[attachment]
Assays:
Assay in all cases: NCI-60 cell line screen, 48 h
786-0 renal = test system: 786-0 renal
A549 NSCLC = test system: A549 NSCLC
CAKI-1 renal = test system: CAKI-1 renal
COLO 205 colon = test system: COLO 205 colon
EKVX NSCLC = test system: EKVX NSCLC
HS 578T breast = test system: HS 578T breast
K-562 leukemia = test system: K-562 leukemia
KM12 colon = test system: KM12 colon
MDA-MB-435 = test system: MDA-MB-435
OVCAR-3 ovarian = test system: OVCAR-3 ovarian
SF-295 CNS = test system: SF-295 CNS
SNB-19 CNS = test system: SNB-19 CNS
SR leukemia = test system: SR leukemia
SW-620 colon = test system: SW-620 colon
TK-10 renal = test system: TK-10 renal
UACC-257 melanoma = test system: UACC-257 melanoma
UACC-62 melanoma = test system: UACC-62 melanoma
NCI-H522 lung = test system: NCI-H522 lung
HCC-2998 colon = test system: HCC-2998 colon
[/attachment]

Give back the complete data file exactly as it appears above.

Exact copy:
Assays:
Assay in all cases: NCI-60 cell line screen, 48 h
786-0 renal = test system: 786-0 renal
A549 NSCLC = test system: A549 NSCLC
CAKI-1 renal = test system: CAKI-1 renal
COLO 205 colon = test system: COLO 205 colon
EKVX NSCLC = test system: EKVX NSCLC
HS 578T breast = test system: HS 578T breast
K-562 leukemia = test system: K-562 leukemia
KM12 colon = test system: KM12 colon
MDA-MB-435 = test system: MDA-MB-435
OVCAR-3 ovarian = test system: OVCAR-3 ovarian
SF-295 CNS = test system: SF-295 CNS
SNB-19 CNS = test system: SNB-19 CNS
SR leukemia = test system: SR leukemia
SW-620 colon = test system: SW-620 colon
TK-10 renal = test system: TK-10 renal
UACC-257 melanoma = test system: UACC-257 melanoma
UACC-62 melanoma = test system: UACC-62 melanoma
NCI-H522 lung = test system: NCI-H522 lung
HCC-2998 colon = test system: HCC-2998 colon